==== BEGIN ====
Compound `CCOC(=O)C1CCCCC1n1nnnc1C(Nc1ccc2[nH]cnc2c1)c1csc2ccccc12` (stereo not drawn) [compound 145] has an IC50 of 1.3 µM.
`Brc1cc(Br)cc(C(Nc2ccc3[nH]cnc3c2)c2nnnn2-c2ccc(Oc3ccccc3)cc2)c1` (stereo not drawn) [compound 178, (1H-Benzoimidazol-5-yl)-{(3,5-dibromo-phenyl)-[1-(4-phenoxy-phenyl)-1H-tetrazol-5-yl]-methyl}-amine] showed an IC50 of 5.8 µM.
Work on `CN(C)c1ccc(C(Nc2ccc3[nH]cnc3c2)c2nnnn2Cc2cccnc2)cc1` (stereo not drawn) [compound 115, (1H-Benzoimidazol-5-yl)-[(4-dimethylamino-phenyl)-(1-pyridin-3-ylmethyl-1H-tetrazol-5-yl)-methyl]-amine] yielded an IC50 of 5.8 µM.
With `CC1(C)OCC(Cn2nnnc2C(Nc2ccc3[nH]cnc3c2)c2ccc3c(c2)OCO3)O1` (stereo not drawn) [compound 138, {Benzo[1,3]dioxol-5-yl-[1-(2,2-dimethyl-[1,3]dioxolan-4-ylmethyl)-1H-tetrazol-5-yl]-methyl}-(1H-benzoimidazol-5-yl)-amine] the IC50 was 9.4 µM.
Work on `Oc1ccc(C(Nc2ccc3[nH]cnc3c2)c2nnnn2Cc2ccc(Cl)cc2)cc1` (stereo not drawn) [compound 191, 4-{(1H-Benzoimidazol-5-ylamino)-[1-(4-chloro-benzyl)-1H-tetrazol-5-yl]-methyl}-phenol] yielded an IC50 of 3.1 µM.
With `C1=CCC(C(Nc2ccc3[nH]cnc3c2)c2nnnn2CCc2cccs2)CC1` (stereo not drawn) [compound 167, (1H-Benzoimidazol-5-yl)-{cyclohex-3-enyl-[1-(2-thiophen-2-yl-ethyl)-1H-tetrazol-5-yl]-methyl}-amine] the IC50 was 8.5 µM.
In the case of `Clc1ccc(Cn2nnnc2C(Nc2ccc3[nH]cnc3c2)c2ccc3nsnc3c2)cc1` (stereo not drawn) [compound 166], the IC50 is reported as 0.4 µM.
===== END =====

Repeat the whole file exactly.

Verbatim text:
Compound `CCOC(=O)C1CCCCC1n1nnnc1C(Nc1ccc2[nH]cnc2c1)c1csc2ccccc12` (stereo not drawn) [compound 145] has an IC50 of 1.3 µM.
`Brc1cc(Br)cc(C(Nc2ccc3[nH]cnc3c2)c2nnnn2-c2ccc(Oc3ccccc3)cc2)c1` (stereo not drawn) [compound 178, (1H-Benzoimidazol-5-yl)-{(3,5-dibromo-phenyl)-[1-(4-phenoxy-phenyl)-1H-tetrazol-5-yl]-methyl}-amine] showed an IC50 of 5.8 µM.
Work on `CN(C)c1ccc(C(Nc2ccc3[nH]cnc3c2)c2nnnn2Cc2cccnc2)cc1` (stereo not drawn) [compound 115, (1H-Benzoimidazol-5-yl)-[(4-dimethylamino-phenyl)-(1-pyridin-3-ylmethyl-1H-tetrazol-5-yl)-methyl]-amine] yielded an IC50 of 5.8 µM.
With `CC1(C)OCC(Cn2nnnc2C(Nc2ccc3[nH]cnc3c2)c2ccc3c(c2)OCO3)O1` (stereo not drawn) [compound 138, {Benzo[1,3]dioxol-5-yl-[1-(2,2-dimethyl-[1,3]dioxolan-4-ylmethyl)-1H-tetrazol-5-yl]-methyl}-(1H-benzoimidazol-5-yl)-amine] the IC50 was 9.4 µM.
Work on `Oc1ccc(C(Nc2ccc3[nH]cnc3c2)c2nnnn2Cc2ccc(Cl)cc2)cc1` (stereo not drawn) [compound 191, 4-{(1H-Benzoimidazol-5-ylamino)-[1-(4-chloro-benzyl)-1H-tetrazol-5-yl]-methyl}-phenol] yielded an IC50 of 3.1 µM.
With `C1=CCC(C(Nc2ccc3[nH]cnc3c2)c2nnnn2CCc2cccs2)CC1` (stereo not drawn) [compound 167, (1H-Benzoimidazol-5-yl)-{cyclohex-3-enyl-[1-(2-thiophen-2-yl-ethyl)-1H-tetrazol-5-yl]-methyl}-amine] the IC50 was 8.5 µM.
In the case of `Clc1ccc(Cn2nnnc2C(Nc2ccc3[nH]cnc3c2)c2ccc3nsnc3c2)cc1` (stereo not drawn) [compound 166], the IC50 is reported as 0.4 µM.